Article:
If you want a taste of the nightmare that your city could become, look to China. Foreign Policy has an excellent article that ties together a lot of threads I have picked up over the last few months. To sum up, "For all their economic success, China's cities, with their lack of civil society, apocalyptic air pollution, snarling traffic, and suffocating state bureaucracy, are still terrible places to live."
China's unlivable cities: a warning to all
Don't let this happen to your city!
China is what happens when industry is allowed to run the show. China's cities are a model of the perfect Libertarian society: freed from the constraints of a restrictive government, China's industries pollute the air, water, and land to a shocking extent. Without government intervention, everything becomes a commodity, including the people. The author describes "smog the color of gargled milk" in one city, and describes another as "a gray Manchurian industrial powerhouse."
This is what happens when a government gives free rein to business, without a thought for protecting its people. As a rule, you can either defend business or people, and if you throw all your weight behind business, you end up with cities where the average lifespan is 30, and food adulteration scandals (melamine in baby formula; "soy sauce" made from discarded human hair) are a daily occurrence.
One odd side effect of this human-unfriendly urban planning is alcohol consumption. When people are unhappy, they drink. And in China, people are drinking a lot. By the sounds of it, it's like the 50s in America over there, although the "three martini lunch" is more likely to involve beer or sake than vodka.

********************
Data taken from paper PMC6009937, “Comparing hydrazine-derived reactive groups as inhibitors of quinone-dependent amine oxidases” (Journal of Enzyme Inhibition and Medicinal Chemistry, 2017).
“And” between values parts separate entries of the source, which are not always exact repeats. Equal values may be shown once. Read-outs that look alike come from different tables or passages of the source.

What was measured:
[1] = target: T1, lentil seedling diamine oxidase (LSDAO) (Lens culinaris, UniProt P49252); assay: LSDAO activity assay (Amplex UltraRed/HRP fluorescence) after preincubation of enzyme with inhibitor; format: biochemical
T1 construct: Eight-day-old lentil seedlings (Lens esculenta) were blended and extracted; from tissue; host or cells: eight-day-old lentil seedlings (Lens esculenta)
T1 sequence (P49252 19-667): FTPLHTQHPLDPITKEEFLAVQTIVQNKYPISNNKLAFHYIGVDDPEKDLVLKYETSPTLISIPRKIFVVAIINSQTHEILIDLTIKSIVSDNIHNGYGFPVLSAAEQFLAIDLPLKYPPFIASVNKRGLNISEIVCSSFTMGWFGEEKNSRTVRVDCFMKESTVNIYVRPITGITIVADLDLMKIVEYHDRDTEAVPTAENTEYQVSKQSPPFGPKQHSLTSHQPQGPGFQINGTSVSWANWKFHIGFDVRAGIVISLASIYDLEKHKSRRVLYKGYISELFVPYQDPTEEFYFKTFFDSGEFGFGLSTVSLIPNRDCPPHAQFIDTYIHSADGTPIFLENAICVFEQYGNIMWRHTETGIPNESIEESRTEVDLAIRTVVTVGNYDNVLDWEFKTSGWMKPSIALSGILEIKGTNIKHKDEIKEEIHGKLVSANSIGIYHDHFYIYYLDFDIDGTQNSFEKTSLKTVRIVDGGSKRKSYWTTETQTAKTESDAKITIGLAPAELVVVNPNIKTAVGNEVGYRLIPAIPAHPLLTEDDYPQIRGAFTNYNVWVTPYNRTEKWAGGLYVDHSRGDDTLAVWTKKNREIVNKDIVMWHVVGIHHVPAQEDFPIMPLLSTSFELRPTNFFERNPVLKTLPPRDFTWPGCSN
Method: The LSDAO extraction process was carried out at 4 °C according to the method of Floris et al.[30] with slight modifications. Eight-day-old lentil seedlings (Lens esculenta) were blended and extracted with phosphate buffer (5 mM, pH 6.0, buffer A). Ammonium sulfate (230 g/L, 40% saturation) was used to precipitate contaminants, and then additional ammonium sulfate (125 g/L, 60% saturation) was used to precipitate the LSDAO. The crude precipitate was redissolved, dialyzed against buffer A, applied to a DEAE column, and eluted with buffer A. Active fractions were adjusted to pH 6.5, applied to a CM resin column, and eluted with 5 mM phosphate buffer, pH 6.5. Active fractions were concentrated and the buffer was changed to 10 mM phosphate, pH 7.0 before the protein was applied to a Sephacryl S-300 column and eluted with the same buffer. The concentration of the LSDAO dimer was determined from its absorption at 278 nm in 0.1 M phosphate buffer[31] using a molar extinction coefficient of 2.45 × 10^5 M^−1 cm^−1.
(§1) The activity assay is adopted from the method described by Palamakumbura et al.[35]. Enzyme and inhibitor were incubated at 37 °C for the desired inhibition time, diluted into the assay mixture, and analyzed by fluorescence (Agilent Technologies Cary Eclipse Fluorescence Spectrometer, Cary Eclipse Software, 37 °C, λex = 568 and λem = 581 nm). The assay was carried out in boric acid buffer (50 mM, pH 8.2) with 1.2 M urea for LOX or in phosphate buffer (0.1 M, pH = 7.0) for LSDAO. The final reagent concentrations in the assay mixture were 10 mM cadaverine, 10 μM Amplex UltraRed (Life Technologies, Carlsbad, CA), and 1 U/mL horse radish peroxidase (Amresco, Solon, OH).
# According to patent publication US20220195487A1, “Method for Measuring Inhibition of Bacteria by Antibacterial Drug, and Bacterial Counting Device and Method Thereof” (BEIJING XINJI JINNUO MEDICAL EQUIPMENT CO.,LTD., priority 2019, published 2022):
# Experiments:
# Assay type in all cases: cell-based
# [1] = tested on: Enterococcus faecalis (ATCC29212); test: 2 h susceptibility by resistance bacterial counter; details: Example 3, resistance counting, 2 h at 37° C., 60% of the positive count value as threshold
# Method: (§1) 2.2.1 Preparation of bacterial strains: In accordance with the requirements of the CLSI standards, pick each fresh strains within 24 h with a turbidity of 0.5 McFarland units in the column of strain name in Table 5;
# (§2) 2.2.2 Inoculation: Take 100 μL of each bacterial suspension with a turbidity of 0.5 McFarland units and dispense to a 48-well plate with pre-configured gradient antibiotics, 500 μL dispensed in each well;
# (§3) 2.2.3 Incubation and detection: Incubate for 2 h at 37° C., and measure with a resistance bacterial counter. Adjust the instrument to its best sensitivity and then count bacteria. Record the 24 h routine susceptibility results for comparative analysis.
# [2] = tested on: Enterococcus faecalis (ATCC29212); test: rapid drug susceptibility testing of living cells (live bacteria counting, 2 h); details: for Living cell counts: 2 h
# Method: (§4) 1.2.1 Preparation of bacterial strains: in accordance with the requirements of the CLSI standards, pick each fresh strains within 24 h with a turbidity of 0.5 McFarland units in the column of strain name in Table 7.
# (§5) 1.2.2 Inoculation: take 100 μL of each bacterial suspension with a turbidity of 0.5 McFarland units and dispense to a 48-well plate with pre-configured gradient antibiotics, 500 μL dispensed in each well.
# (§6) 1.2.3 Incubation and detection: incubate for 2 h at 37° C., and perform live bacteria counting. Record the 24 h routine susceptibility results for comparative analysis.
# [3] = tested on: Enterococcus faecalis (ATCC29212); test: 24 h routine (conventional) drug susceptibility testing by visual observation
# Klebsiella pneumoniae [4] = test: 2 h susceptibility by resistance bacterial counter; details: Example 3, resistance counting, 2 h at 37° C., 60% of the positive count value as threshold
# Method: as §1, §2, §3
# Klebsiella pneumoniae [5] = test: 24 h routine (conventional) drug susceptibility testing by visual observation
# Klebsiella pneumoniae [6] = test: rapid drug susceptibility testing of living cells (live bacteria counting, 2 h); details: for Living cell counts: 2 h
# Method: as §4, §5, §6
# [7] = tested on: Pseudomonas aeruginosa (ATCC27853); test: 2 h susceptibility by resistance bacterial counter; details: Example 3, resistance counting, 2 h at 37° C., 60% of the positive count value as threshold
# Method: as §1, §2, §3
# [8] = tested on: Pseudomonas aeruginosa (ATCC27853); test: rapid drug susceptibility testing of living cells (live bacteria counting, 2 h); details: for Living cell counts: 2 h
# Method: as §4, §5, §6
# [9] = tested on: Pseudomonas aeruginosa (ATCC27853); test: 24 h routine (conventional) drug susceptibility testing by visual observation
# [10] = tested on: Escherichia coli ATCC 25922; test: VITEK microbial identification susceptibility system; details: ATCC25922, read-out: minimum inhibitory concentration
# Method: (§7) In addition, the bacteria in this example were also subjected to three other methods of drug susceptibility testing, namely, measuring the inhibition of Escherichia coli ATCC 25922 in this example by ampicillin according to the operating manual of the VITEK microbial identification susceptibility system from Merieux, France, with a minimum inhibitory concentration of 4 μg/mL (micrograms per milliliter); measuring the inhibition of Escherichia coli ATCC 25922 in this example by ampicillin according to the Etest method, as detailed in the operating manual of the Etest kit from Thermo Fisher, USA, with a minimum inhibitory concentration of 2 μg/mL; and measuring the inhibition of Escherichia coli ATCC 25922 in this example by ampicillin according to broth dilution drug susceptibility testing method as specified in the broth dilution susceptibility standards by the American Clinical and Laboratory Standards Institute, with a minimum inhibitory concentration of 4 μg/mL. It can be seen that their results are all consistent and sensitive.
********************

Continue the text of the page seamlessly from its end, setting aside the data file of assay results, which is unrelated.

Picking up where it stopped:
The Communist Party, under the leadership of Mao Zedong, takes most of the credit for the awfulness of China's cities. But China's contemporary government holds a great deal of the blame as well. And here, China's people are hampered. China's internet is restricted, and its people's ability to protest is, shall we say, somewhat hampered.
If I were a Chinese person writing this article in China, I could be jailed or sent to a labor camp for publishing it. In 2008, two women in their 70s were sentenced to a year of in a labor camp just for applying to protest in one of the government's designated Olympic protest zones.
I believe we should let China's dystopic mega-cities lead the direction for our own cities. In every country across the world, they should serve as a model of How Not To Do It. And here's hoping that China gets free speech, basic human rights, and some decent urban planning restrictions some day soon.